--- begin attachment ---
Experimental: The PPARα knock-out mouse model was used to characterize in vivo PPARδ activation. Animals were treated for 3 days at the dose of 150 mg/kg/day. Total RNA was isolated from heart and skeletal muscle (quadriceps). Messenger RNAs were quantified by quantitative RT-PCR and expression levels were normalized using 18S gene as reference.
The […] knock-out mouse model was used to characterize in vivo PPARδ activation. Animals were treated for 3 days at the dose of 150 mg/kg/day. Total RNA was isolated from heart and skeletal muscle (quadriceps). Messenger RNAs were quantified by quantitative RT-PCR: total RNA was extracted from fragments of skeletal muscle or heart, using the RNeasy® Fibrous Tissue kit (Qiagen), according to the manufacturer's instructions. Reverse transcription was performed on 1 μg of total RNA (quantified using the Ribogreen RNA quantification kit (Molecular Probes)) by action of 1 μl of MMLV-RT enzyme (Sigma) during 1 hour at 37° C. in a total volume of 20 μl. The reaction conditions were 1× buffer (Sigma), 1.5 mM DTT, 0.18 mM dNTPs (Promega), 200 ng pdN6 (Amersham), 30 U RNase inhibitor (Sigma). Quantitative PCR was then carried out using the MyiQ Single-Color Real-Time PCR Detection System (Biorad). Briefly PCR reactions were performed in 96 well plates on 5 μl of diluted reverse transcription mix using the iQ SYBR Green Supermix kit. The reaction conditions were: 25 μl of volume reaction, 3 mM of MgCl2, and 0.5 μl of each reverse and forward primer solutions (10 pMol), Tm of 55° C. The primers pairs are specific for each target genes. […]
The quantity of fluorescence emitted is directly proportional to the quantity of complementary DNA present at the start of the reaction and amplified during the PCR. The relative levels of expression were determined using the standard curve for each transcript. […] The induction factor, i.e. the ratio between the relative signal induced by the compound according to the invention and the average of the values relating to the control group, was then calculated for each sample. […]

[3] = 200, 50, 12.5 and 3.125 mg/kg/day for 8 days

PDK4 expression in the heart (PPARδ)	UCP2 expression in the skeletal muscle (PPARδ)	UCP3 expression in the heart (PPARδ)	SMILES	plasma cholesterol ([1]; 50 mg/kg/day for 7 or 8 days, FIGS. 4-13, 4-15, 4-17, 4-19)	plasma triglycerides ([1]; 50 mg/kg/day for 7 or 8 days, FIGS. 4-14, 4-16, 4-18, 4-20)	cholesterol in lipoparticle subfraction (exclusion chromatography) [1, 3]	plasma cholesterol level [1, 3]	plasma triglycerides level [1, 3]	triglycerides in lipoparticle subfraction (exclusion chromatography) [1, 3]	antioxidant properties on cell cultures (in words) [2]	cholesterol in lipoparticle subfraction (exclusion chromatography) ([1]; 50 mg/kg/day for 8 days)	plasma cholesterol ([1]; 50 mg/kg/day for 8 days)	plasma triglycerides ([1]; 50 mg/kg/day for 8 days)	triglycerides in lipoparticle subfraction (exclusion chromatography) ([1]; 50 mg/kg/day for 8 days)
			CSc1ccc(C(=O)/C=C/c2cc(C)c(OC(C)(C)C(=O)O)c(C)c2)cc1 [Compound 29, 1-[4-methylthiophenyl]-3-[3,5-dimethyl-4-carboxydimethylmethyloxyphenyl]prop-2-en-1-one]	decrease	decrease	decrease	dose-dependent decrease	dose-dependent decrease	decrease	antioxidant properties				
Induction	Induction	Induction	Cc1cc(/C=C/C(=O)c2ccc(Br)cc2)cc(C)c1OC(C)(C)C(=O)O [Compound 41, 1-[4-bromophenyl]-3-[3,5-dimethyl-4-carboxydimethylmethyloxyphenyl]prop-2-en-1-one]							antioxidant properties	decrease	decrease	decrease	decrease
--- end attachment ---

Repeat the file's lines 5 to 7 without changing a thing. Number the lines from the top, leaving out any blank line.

PDK4 expression in the heart (PPARδ)	UCP2 expression in the skeletal muscle (PPARδ)	UCP3 expression in the heart (PPARδ)	SMILES	plasma cholesterol ([1]; 50 mg/kg/day for 7 or 8 days, FIGS. 4-13, 4-15, 4-17, 4-19)	plasma triglycerides ([1]; 50 mg/kg/day for 7 or 8 days, FIGS. 4-14, 4-16, 4-18, 4-20)	cholesterol in lipoparticle subfraction (exclusion chromatography) [1, 3]	plasma cholesterol level [1, 3]	plasma triglycerides level [1, 3]	triglycerides in lipoparticle subfraction (exclusion chromatography) [1, 3]	antioxidant properties on cell cultures (in words) [2]	cholesterol in lipoparticle subfraction (exclusion chromatography) ([1]; 50 mg/kg/day for 8 days)	plasma cholesterol ([1]; 50 mg/kg/day for 8 days)	plasma triglycerides ([1]; 50 mg/kg/day for 8 days)	triglycerides in lipoparticle subfraction (exclusion chromatography) ([1]; 50 mg/kg/day for 8 days)
			CSc1ccc(C(=O)/C=C/c2cc(C)c(OC(C)(C)C(=O)O)c(C)c2)cc1 [Compound 29, 1-[4-methylthiophenyl]-3-[3,5-dimethyl-4-carboxydimethylmethyloxyphenyl]prop-2-en-1-one]	decrease	decrease	decrease	dose-dependent decrease	dose-dependent decrease	decrease	antioxidant properties				
Induction	Induction	Induction	Cc1cc(/C=C/C(=O)c2ccc(Br)cc2)cc(C)c1OC(C)(C)C(=O)O [Compound 41, 1-[4-bromophenyl]-3-[3,5-dimethyl-4-carboxydimethylmethyloxyphenyl]prop-2-en-1-one]							antioxidant properties	decrease	decrease	decrease	decrease